Maybe because kids are told to be quiet during shows held inside auditoriums, or maybe because classical music presentations are often blanketed in silence, it took some time before a gathering of Joplin elementary students let loose with loud cheers and foot stomps during a musical presentation Thursday morning.
And boy did they ever — particularly when the four performing musicians of the Texas-based Miro Quartet — Daniel Ching, William Fedkenheuer, John Largess and Joshua Gindele — played a very non-chamber musical classic for them, the “Orange Blossom Special.”
Giggling when Largess would whistle the classic train whistle, more than 200 fourth and fifth grade Joplin students clapped their hands, stomped their feet and — urged on by a grinning Ching — hooted and hollered at the top of their lungs.
“The kids just love it,” said Deb Billings, Pro Musica’s director. No, “Orange Blossom Special” isn’t Mozart, but it gets the kids involved in a fun song that most of them know and enjoy, “and it shows them both the versatility of the instruments (violin, viola and the cello) and them as musicians.”
The Miro Quartet wrapped up the fifth and final musical educational outreach program on Thursday at Soaring Heights Elementary School. The musicians had previously entertained Joplin students at Irving and Cecil Floyd elementary schools earlier in the week. Hours later, the four musicians held their public performance inside Joplin’s First Community Church, which kicked off Pro Musica’s 40th concert season.
The educational shows, Billings said, “have just been amazing.”
Sure, the four men played a classical song at the beginning of the hourlong program, and sure, each musician made sure to smile and make eye contact and nod his head at the various children listening to them play, but the program is designed to go far beyond playing Mozart to a captive audience.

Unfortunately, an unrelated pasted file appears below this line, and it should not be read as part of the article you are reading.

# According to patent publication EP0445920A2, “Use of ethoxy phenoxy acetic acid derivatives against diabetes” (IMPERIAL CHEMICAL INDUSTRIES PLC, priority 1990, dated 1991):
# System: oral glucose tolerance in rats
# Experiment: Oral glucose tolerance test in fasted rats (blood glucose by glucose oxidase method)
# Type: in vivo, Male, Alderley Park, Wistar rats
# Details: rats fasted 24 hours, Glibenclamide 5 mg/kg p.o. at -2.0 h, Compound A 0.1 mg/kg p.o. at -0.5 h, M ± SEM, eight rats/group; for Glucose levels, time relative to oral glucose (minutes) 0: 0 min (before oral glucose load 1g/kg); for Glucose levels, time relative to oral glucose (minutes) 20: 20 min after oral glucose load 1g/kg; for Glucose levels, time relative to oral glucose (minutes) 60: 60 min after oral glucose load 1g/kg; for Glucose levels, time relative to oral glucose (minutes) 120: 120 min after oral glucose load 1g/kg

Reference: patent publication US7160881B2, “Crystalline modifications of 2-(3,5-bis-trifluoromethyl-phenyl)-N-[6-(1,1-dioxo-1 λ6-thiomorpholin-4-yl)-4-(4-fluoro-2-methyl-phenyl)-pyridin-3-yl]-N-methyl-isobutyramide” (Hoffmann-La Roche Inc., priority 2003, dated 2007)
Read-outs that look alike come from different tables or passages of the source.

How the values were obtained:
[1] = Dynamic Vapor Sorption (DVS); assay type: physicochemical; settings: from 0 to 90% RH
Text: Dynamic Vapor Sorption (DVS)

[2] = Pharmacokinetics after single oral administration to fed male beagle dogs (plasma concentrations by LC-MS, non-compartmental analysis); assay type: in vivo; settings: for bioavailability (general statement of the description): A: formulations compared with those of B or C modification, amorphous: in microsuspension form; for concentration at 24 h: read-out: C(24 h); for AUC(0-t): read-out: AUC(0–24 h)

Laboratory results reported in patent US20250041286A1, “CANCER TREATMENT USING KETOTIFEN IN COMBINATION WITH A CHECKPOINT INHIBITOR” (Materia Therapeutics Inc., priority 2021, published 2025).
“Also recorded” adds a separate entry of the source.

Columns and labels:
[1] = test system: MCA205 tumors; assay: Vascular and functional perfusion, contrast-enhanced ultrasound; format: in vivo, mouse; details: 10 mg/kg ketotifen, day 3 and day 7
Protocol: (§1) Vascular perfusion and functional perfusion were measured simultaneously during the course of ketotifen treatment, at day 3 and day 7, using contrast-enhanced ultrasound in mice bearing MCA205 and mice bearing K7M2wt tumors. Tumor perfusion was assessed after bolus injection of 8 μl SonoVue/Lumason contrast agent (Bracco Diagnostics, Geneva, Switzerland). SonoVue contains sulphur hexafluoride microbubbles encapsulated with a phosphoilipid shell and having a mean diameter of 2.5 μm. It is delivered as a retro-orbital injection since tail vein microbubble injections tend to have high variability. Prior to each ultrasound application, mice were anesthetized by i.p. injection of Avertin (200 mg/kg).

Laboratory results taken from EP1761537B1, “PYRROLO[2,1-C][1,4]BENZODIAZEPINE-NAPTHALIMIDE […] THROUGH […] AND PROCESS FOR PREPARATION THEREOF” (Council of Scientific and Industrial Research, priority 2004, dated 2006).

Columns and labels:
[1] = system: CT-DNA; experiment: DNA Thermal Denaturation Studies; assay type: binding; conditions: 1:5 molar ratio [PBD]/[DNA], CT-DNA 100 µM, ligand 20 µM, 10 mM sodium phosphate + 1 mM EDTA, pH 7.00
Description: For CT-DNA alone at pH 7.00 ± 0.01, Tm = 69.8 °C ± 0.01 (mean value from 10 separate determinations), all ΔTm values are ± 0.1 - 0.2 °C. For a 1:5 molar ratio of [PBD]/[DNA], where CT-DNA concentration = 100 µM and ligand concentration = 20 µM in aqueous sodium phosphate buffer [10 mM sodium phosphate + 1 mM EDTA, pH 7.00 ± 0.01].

After explaining what a string quartet is and does, the four took turns showing off their instruments — what they were, how each one made its distinct high or low sounds (remember, bigger means deeper) and how each sounded individually. Then, rather dramatically, the four men then demonstrated, slowly and carefully, how each one could be blended together to create something entirely new: the cello creating the baseline, a violin and viola combining to create the harmony, and the second violin creating the melody.
Each also spoke about how they became professional musicians. Ching, for example, began playing the violin at the age of 3 and was just 10 years old when he joined his first string quartet. In fact, just hours after he was born, he shared his crib with a violin. The children giggled when he admitted he and the musical instrument “were the same size.”
Gindele, who plays the cello, spoke about what life was like when he was in high school, the dedication that he put into learning how play his instrument while also participating in other school activities. He said he would rise before dawn on school days to work out so he could participate in high school sports before heading off to school, coming home afterward, doing his homework and then practicing his cello.
Miro Quartet is an ensemble with a strong commitment to arts education, Billings said. The quartet has given master classes all around the world and is also the quartet-in-residence at the University of Texas at Austin.
Each member has had an early experience when, at a young age, he heard a live string quartet for the first time, said Largess, who plays the viola, and each understands how life-changing such experiences can be.
“The most important thing (to us) is just getting young people exposed to live music: Young people who hear us play live, watch us up close, meet us, talk to us, they won’t feel any barriers to listening, and their curiosity about all music will naturally grow,” he said.
Billings couldn’t agree more: “I like to think, and I have no numbers to support this, but I can’t help but think that (Joplin High School) still has a strong and healthy string program says something about what we’re doing.”
Because Pro Musica is a nonprofit, “our concerts are offered at no charge. It just says something about our mission that we’re not out there to make a buck — our mission is to create and sustain a love for music.”